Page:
Lowe Art Museum presents “Under the Elders’ Gaze“, a solo show by Sean Cavanaugh (b. 1969). The trees—which for so many of us are merely background noise to the daily rhythms of our lives—are a source of endless fasciation for the artist.
Cavanaugh, who received a Bachelor of Arts in Art and Environmental Studies from Pitzer College (Claremont, CA), sees in trees not only a boundless array of dazzling visual information but also a limitless range of metaphors. For him, trees are visceral manifestations of the visual splendor and awe-inspiring beauty of the natural world. They are also chronographs, registering the passage of time in their very cores. Trees are sentries, standing guard in their forest homes, and they are our elders, bearing witness to humanity’s endless parade as it passes under their gaze.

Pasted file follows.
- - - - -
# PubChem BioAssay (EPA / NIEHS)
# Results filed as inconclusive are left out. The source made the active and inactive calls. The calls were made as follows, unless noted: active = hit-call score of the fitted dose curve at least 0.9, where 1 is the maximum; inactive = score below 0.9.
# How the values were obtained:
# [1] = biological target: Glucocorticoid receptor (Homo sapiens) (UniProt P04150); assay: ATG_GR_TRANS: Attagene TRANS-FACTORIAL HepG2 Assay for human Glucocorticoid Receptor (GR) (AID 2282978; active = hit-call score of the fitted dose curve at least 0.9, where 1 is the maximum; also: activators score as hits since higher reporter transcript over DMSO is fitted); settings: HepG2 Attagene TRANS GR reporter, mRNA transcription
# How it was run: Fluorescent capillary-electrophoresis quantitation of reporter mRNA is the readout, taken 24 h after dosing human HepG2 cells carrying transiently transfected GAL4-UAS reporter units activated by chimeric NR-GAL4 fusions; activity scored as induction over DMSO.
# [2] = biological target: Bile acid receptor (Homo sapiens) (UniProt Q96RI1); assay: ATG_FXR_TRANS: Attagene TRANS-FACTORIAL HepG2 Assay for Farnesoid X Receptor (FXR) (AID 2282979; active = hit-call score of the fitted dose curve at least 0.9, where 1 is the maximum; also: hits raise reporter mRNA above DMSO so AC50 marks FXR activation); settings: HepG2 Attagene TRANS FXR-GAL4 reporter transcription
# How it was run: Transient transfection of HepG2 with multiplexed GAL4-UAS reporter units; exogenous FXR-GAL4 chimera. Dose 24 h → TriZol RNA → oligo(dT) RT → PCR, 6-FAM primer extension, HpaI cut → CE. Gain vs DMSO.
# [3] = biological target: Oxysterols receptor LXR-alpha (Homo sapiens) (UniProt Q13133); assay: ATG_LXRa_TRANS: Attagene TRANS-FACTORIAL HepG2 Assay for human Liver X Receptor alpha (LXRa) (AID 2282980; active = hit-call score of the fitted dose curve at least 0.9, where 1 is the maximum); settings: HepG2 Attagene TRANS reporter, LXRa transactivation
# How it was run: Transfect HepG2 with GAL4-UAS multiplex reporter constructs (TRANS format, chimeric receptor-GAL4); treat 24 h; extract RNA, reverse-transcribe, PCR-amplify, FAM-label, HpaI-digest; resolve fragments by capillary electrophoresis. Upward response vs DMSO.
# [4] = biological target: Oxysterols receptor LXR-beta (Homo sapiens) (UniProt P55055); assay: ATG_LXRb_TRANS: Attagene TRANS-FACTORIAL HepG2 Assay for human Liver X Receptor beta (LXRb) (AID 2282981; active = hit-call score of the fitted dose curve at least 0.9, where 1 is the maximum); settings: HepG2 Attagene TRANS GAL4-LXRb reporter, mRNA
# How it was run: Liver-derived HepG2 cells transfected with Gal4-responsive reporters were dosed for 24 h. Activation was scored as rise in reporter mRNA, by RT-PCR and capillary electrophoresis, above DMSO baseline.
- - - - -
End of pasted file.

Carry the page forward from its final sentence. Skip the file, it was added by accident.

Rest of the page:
Through his meticulously detailed work, Cavanaugh explores richly textured tapestries of bark, lichens, and fungus, each different but all embodying a universe unto themselves. He does so through subtle watercolors, which, while naturalistic, never lose their painterly magic. Light and shadow dance across his surfaces, creating fascinating interplays of contrasting forms and inviting the viewer to embrace a range of interpretative possibilities. The artist’s tree studies are detailed and tightly cropped, and lend themselves to being read as landscapes, moonscapes, or even stratigraphic studies.